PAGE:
“The tragic thing is, government wants to take away our livelihood from us by phasing out our jeepneys,” Ernie Cruz, national president of the National Confederation of Transportworkers Unions (NCTU), bemoaned. “Now it is saying that it would tax us to death in order to modernize our jeepneys,” Cruz added.

“The problem is, the government has yet to demonstrate that their Jeepney Modernization Plan is accessible to ordinary jeepney drivers and operators,” Cruz complained. “The DOF, through the TRAIN, in its current form, may just succeed where the DOTr failed – deprive us of our livelihood,” Cruz declared.

The labor groups support NAGKAISA’s position to prioritize tax administration reform and de-link personal income tax from regressive tax measures.

“We call on the Senate to pass the personal income tax (PIT), but derail the rest of the TRAIN for now,” Rivera declared.

On Tax Reform for Acceleration and Inclusion (TRAIN) Package 1

NTRC graph image

Labor coalition welcomes lower tax on personal income but rejects regressive impact of excise taxes.

Workers have long been demanding for higher tax exemptions, hence, the approval by the House of Representatives of Package 1 of the Tax Reform for Acceleration and Inclusion (TRAIN) is a welcome relief.

Under the TRAIN, income lower than P250,000 per year will be tax free while higher income brackets, except for those who earn more than P5 million, will be charged a lowered tax rate of 25% from the current high of 32%.

This is surely a welcome development. But for the labor coalition Nagkaisa, the workers’ gain in Personal Income Tax (PIT) will be offset in a regressive manner by the imposition of excise taxes on fuel products and the lifting of VAT exemptions in the sale of specific goods and services.

“Everyone knows, not just workers, that it will increase prices of goods and services that would affect mostly the poor and those at the lower income brackets,” said Nagkaisa spokesman Renato Magtubo.

Magtubo said the TRAIN’s objective of shifting the tax burden from the poor to the rich, “Seems to be scheming if not tricky as forgone revenue on the side of the government, which is equivalent to individual savings derived from lower PIT of specific income group, shall be recovered in a universal manner through excise taxes and expanded VAT.”

The group explained further that the tax base can never be expanded through exemptions in PIT and corporate income, making indirect taxation through excise taxes and VAT expansion the main strategy in generating new and more revenue. “Otherwise, nobody is going to pay for the lost revenue,” added Magtubo.

Under TRAIN’s package 1, a P3.00-P6.00 excise taxes will be imposed per liter on fuel and P10 for locally produced sugary products while several VAT-exempt products and services will be lifted, including cooperative income exceeding the P3 million thresholds. Likewise, sale of real estate for socialized housing will now be covered by VAT.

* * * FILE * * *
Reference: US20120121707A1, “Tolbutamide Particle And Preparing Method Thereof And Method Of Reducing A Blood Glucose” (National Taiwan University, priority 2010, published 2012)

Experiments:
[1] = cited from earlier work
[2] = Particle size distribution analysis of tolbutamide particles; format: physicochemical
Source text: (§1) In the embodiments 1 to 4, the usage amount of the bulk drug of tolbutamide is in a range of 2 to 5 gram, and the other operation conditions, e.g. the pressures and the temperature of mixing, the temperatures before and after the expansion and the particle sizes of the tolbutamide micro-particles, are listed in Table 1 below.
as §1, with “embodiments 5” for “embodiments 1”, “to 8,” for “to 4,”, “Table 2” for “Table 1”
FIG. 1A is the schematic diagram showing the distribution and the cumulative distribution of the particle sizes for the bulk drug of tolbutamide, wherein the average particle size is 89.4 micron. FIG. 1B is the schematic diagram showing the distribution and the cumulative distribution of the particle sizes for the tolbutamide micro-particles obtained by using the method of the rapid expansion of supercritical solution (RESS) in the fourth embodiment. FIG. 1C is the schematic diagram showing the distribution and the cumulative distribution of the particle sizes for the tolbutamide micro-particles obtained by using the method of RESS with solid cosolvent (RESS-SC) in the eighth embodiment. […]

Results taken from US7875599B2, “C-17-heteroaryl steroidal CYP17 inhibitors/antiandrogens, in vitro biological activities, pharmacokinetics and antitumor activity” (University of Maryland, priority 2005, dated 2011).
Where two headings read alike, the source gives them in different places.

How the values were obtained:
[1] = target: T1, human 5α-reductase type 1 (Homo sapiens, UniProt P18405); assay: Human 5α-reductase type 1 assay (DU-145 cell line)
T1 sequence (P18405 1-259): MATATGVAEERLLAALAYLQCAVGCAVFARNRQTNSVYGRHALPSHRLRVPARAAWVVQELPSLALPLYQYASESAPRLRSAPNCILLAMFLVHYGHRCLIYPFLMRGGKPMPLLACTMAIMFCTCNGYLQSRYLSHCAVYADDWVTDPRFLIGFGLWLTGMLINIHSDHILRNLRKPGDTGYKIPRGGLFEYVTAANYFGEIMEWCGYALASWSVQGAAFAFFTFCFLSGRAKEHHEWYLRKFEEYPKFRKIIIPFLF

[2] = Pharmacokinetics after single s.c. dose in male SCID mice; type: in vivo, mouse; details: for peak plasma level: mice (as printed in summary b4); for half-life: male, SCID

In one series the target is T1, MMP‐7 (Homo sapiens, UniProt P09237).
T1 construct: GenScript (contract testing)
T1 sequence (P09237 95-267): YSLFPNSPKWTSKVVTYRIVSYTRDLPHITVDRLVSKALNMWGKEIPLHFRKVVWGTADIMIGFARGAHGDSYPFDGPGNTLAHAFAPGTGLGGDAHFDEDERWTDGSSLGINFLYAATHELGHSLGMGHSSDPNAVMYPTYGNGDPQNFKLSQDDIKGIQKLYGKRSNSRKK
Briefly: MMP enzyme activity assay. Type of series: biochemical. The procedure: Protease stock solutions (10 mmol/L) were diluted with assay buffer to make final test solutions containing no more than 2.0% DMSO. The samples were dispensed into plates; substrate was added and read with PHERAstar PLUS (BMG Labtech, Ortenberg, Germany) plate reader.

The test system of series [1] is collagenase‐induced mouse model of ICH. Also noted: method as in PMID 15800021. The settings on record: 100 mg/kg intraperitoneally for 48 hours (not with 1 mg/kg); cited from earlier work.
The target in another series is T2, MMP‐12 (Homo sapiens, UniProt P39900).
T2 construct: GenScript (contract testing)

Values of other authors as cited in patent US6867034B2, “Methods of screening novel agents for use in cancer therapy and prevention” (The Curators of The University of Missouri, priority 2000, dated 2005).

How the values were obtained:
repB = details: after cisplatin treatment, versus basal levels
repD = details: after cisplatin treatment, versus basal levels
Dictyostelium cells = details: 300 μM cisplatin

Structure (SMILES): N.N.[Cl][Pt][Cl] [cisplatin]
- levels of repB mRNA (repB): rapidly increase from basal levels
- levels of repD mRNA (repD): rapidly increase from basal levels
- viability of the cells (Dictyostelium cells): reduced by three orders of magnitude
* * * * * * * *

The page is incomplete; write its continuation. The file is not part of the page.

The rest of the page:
According to the group, even the simulations made by staffs of the finance department showed the inevitable impact of increase in VAT payments by decile group – 43% for the richest 10% and 35% for the bottom 80%. Increase for the second richest 10% is 22%.

“An increase of 43 and 22 per cent respectively may mean nothing for the richest 20% who got significant savings from PIT exemptions. But a 35% increase is surely a burden for the bottom 80% who includes the majority in the formal and informal sector, employed and unemployed, of the working class. In the same manner everyone will be paying for the direct and indirect impact of excise taxes on fuel,” explained Magtubo.

The labor leader added that those living in SPUG areas which rely on diesel as their single source of power will be absorbing a “minimal” impact, according to DOF. But that would mean additional P84 for those who consume 100 kWh per month and P106 for those who consume 300 kWh.

“These are the immediate impact that will hit everyone while the poor wait for the promised transfers contained in the proposed expenditure programs of the government,” said Magtubo.

The group said it will intervene in the continuing deliberation of the tax package in Congress especially on the proposed lowering of income taxes for corporations from 30% to 25%.

“Our main question for this is why a tax rate on corporate income, which is supposed to be a tax on profit, is being lowered down to the same level of personal income which is a tax on labor? A uniform rate on business and personal income can never be considered progressive taxation,” concludes Magtubo.”

PRESS RELEASE
NAGKAISA
13 June 2017